Jarl: Horse slaughter is not ‘euthanasia’


Katie Jarl,  News-Journal.com. May 3, 2013

images-1Here in Texas, we know a thing or two about horses. These loyal animals have been a part of the fabric of our state from the very beginning, and Texas continues to be a place where horses work on ranches, demonstrate their athleticism in the show ring, and serve as our trusted companions. Never have horses been considered dinner.

Our love of horses is the primary reason the idea of slaughtering them for human consumption is so abhorrent to the vast majority of us. A 2012 national poll found 81 percent of Texans disapprove of horse slaughter.

The realities of the practice make it clear why we find it to be such a despicable end. From the auction to the kill box, the process is inhumane. Inside the slaughterhouse, horses often suffer repeated attempts to render them unconscious.

The transport process is hardly better. When horse slaughter plants previously operated in the U.S., the USDA documented injuries to horses during the long-distance journey to slaughter plants, some of them severe.

U.S. plants have since been closed. But Texas serves as host to several border pens, where U.S. horses await transport to slaughterhouses in Mexico, which exports the meat to Europe and Asia. The USDA has documented dead and severely injured horses in these border pens. Worse, horses that are rejected for slaughter by Mexican authorities can be left in pens to suffer and die.

The horse slaughter industry is a predatory enterprise. It doesn’t “euthanize” old, sick horses — but precisely the opposite: young and healthy horses are purchased at auction, often by people misrepresenting their intentions. The USDA reports 92 percent of horses going to slaughter are in good condition and able to live healthy and productive lives. The existence of horse slaughter actually hinders rescue efforts, as rescuers are routinely outbid at auctions by kill buyers seeking healthy animals that bring the best price per pound.

In addition to opposing the cruelty of horse slaughter, The Humane Society of the United States is concerned about the risk to human health associated with consuming meat from these animals. Horses in the U.S. are not raised as food animals, so they are routinely treated with dozens of drugs over the course of their lives that have not been approved for use in animals raised for food. One example, phenylbutazone or “bute,” is as common to horses as aspirin is to humans, and is banned for use in any animal intended for human consumption. Racehorses are known to be administered a variety of dangerous substances, including cocaine, cobra venom or frog juice, sometimes just days before being shipped to slaughter.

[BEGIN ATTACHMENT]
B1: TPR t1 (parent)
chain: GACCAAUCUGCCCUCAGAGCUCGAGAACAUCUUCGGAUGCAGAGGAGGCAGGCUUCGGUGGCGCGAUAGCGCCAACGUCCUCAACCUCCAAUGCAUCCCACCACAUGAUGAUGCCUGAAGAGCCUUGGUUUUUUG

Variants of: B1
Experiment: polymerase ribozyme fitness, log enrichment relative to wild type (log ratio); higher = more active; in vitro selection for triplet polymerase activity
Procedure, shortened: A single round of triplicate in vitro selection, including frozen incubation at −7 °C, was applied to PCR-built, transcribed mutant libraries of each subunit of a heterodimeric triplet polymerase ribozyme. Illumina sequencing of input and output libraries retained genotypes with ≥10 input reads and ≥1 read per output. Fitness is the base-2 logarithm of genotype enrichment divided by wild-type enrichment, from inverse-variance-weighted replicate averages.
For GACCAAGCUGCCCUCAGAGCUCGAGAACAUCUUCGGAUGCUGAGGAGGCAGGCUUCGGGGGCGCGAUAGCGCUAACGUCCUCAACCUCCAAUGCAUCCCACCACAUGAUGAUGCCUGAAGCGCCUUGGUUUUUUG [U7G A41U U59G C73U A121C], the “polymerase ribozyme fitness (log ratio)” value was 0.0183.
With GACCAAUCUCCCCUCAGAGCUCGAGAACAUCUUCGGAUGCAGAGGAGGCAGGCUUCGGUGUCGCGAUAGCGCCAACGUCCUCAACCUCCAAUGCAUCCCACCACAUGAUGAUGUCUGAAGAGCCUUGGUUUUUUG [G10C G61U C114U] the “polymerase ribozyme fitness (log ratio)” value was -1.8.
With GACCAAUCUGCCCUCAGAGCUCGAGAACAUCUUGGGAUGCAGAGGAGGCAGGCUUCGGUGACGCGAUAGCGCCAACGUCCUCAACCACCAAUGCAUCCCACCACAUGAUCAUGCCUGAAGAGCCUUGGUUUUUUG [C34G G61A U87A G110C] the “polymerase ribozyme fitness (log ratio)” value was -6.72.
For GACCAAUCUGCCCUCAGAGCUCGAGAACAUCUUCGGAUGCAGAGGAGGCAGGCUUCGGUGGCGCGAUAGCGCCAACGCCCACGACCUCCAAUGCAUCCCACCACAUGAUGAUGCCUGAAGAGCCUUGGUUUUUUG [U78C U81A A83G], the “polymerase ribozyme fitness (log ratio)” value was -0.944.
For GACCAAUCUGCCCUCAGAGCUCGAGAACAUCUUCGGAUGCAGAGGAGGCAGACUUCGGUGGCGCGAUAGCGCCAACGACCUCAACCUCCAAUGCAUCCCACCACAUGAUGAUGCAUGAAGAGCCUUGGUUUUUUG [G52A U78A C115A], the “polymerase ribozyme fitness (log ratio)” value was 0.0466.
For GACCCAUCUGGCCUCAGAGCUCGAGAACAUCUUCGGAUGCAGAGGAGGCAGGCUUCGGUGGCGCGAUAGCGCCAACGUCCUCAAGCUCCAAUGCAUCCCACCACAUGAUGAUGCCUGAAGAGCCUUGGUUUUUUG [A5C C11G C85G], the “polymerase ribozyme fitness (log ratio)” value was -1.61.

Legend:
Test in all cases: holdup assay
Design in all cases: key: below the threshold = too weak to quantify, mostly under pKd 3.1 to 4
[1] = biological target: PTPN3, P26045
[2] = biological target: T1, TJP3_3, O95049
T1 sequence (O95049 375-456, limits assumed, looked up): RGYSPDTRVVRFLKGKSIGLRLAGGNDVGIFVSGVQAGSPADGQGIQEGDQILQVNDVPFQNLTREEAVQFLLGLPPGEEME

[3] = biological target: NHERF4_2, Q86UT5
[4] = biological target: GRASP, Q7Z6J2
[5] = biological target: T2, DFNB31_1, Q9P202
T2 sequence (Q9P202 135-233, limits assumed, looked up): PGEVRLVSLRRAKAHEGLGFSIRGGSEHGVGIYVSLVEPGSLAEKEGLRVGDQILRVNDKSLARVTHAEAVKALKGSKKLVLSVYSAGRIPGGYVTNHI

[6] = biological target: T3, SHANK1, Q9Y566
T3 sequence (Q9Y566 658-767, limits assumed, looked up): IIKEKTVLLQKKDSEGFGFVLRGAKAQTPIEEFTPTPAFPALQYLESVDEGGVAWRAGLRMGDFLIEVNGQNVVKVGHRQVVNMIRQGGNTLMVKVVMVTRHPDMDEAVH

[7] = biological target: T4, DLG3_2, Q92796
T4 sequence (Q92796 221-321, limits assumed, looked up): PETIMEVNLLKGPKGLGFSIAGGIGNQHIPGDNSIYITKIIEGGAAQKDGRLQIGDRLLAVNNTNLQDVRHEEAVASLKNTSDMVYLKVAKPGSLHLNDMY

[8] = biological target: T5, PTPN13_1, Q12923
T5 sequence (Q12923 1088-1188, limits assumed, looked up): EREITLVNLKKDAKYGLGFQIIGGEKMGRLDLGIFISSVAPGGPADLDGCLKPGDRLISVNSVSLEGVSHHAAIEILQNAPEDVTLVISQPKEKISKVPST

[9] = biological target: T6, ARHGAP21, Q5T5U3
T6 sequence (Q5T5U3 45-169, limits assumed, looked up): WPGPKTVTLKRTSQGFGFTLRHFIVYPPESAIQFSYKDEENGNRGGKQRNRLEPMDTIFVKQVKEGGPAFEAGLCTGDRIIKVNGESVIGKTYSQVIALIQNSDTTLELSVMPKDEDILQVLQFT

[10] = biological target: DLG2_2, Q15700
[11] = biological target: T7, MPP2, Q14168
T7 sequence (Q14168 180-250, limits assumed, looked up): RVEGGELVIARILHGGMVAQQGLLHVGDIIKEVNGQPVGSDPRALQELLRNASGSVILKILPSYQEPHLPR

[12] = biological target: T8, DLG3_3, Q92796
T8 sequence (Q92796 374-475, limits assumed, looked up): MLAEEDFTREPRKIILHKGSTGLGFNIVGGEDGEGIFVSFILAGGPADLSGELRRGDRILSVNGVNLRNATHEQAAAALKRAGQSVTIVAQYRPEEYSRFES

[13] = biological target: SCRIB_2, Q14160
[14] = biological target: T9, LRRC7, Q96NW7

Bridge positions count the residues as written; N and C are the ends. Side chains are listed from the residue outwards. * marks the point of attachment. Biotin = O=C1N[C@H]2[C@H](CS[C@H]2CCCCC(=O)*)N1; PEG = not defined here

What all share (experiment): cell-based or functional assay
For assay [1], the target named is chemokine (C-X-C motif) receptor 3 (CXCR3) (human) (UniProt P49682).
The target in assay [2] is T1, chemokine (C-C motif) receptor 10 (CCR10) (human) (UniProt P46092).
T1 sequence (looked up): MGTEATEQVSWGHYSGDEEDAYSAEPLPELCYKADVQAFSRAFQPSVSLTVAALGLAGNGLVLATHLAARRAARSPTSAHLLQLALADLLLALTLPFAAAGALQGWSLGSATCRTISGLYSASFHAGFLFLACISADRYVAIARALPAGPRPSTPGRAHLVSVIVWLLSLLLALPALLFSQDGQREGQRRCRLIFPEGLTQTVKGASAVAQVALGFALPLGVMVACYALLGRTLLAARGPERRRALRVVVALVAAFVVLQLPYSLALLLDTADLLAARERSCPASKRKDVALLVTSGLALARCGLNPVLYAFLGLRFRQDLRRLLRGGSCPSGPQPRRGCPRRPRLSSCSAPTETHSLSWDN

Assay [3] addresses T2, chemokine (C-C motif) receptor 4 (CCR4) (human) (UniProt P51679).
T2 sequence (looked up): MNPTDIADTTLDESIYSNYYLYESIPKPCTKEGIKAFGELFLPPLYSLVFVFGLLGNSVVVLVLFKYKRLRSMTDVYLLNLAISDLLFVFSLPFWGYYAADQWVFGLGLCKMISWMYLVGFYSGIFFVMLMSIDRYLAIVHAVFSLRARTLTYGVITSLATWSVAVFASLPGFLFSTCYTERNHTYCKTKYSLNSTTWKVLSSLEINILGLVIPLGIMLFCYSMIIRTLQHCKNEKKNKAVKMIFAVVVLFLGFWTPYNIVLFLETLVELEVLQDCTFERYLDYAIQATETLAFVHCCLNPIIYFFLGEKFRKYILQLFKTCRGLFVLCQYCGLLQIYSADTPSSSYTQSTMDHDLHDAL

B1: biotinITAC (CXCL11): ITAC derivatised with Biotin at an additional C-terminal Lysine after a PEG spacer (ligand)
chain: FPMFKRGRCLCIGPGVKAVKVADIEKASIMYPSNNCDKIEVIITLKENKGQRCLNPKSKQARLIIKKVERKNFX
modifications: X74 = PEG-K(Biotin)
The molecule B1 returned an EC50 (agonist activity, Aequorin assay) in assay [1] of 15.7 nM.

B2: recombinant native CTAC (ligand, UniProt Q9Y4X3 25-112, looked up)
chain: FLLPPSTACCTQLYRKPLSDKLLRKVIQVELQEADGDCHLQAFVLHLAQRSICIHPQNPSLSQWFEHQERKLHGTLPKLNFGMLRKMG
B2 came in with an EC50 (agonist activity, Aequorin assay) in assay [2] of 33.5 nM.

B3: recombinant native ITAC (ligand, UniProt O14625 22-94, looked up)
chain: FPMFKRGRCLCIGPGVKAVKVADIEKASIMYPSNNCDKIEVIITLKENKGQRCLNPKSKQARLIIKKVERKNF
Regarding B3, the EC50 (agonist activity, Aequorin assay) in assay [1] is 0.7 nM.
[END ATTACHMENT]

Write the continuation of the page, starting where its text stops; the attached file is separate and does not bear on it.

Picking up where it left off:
CONTINUED at the News-Journal.com

— Katie Jarl is Texas state director of the Humane Society of the United States.


(Note – While we love to read your comments, please know that commenting here is like preaching to the choir. To have an impact, your comments need to be on the New-Journal website where they can be absorbed by those who might have a tendency to think that slaughter is perfectly okay. – Jerry)

AUTHOR: Jerry Finch
  • Ranching Cowgirl


    With the threat of slaughter opening up; back yard horse thefts have risen.

    Stop the slaughter of American horses.

    May 5, 2013
  • debbie heverly, m.d.

    Wow! Great article, thank you very much!!

    May 5, 2013
  • I have already commented on the web page for the News- Journal.

    May 5, 2013
  • Shared and commented this blog and the New-Journal article with this:

    “The issue is not whether horses are livestock or pets. It is that they are not “food animals”, which are documented from birth to death as to what they have ingested and where they have been. This is the only way to ensure a modicum of quality and purity in our food chain. It is ludicrous to even consider introducing animals (horses) into the food chain, not knowing anything about them, especially with so many of them have forged and falsified documentation.

    The only way horses could be used as food is if they were raised for food and required to gain a considerable amount of weight in a short period of time – 2 years or less. Overfeeding horses, especially when they are young, cripples them and deforms their joints, and that is if they make it to the age of two without foundering. This is seen in some Canadian feedlots where they have obese draft crosses who are lying down most of the time because of the pain experienced in obese horses. Some can just barely make it through the chutes to the slaughter room.

    Even the economics of raising horses for food is a folly… just feeding a horse for two years would return very little profit. They need much higher quality feed, they need exercise, they need a degree of handling and training to be able to get them into a chute without mishap (just watch the wild horse roundups).

    The use of “unwanted” horses which are not really necessarily unwanted, for human consumption, rather than marketing them properly, as one would to sell anything else, is a sham. It can be likened to the production of Pink Slime (lean finely textured beef – LFTB), giving it a euphemistic name “Cheval”, and pretending it is a delicacy. And how did that “Pink Slime” scheme work out once the truth was known? “

    May 5, 2013
  • Thanks for the link, Jerry! Totally agree with you, Margo.

    May 5, 2013
  • Terra Pennington

    All that toxic meat is going to end up in our food chain. I hear this meat is to be sold to Japan because the UK has ban all US horses and horse meat due to all the toxins in it. Greed is the only reason for horse slaughter when Horse Plus has proved that euthanizes is more humane than slaughter but then again there is no money in that.

    May 5, 2013